Loud blast, shots heard near China hotel in Afghan capital

KABUL (AFP): A loud blast and gunfire were heard in the Afghan capital Monday near a hotel popular with Chinese business visitors, a witness said.

The Taliban claim to have improved national security since storming back to power in August last year but there have been scores of bomb blasts and attacks, many claimed by the local chapter of the Islamic State group.

“It was a very loud explosion and then there was a lot of gunfire,” the witness told AFP. Afghan media also reported similar details.

Security officials were not immediately available to comment on the blast in Shahr-e-naw, one of Kabul’s main commercial areas.

The district is home to the Kabul Longan Hotel, a multi-storey complex popular with Chinese business people who are visiting Afghanistan in increasing numbers since the Taliban’s return.

A Taliban source based in Pakistan told AFP that an unknown number of attackers had entered the hotel.

“An operation has been launched against the attackers. Firing continues,” he said.

AFP correspondents saw teams of Taliban special forces rush to the scene.

China, which shares a rugged 76-kilometre (47-mile) border with Afghanistan, has not officially recognised the Taliban government but is one of the few countries to maintain a full diplomatic presence there.

Beijing has long feared Afghanistan could become a staging point for minority Uyghur separatists in the sensitive border region of Xinjiang.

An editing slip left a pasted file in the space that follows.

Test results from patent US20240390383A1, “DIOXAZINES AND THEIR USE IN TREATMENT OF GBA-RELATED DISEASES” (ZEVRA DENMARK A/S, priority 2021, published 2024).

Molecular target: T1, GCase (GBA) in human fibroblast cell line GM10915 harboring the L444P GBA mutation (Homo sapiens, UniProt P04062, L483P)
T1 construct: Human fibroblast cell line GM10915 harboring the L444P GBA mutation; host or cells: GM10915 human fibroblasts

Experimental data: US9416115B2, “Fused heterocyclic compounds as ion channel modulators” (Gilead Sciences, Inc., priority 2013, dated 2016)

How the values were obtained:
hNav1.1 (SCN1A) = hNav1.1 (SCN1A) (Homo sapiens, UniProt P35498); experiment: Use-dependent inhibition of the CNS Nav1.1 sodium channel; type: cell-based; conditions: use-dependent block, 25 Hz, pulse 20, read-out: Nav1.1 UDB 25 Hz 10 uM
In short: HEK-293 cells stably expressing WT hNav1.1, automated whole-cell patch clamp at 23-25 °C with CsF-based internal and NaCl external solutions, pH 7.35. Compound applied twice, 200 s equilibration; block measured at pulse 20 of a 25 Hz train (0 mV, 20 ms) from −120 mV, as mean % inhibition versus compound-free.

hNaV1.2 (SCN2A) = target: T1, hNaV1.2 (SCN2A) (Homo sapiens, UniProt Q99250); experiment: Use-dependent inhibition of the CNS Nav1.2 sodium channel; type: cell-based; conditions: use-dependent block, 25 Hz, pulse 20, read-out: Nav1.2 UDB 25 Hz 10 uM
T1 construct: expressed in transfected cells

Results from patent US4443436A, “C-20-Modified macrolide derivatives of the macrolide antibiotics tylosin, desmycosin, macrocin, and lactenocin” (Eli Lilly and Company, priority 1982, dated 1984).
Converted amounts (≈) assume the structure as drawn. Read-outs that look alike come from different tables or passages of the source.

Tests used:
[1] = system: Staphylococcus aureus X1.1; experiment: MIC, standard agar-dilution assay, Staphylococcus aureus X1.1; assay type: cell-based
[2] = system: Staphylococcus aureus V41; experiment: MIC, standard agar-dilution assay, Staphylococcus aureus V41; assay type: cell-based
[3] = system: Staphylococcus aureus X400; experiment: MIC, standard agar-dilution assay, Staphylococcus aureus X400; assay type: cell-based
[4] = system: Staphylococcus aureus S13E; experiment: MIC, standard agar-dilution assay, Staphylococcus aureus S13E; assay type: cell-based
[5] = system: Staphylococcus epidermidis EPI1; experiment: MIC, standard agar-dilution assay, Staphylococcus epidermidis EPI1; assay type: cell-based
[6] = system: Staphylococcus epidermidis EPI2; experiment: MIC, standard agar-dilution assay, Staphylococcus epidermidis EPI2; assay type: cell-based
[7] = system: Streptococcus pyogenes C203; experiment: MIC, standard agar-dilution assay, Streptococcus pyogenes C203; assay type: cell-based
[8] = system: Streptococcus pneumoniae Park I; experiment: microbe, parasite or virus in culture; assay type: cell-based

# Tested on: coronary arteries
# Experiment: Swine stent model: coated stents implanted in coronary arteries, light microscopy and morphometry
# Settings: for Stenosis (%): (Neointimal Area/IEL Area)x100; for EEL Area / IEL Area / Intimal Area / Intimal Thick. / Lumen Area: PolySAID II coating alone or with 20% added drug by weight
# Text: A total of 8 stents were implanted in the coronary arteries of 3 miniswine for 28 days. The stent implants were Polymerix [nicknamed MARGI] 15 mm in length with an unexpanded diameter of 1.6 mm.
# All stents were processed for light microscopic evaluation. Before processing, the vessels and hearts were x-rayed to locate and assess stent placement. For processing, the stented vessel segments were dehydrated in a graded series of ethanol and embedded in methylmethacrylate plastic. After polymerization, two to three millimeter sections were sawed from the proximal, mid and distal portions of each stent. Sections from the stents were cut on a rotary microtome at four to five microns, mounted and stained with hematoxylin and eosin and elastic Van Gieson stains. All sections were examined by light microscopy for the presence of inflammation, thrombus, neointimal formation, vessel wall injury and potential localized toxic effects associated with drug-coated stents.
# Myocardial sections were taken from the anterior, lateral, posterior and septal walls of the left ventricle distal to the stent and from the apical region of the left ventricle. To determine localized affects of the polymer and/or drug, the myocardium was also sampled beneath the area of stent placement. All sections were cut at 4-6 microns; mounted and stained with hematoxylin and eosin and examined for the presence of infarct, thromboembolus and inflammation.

The Taliban have promised that Afghanistan would not be used as a base for militants and, in exchange, China has offered economic support and investment for Afghanistan’s reconstruction.

Maintaining stability after decades of war in Afghanistan is Beijing’s main consideration as it seeks to secure its borders and strategic infrastructure investments in neighbouring Pakistan, home to the China-Pakistan Economic Corridor.

The Taliban are at pains to portray Afghanistan as safe for diplomats and business people but two Russian embassy staff members were killed in a suicide bombing outside the mission in September in an attack claimed by IS.

The group also claimed responsibility for an attack on Pakistan’s embassy in Kabul this month that Islamabad decried as an “assassination attempt” against the ambassador.

A security guard was wounded in that attack.

Despite owning the rights to major projects in Afghanistan, notably the Mes Aynak copper mine, China has not pushed any of these projects forward.

The Taliban are reliant on China to turn one of the world’s largest copper deposits into a working mine that would help the cash-strapped and sanctions-hit nation recover.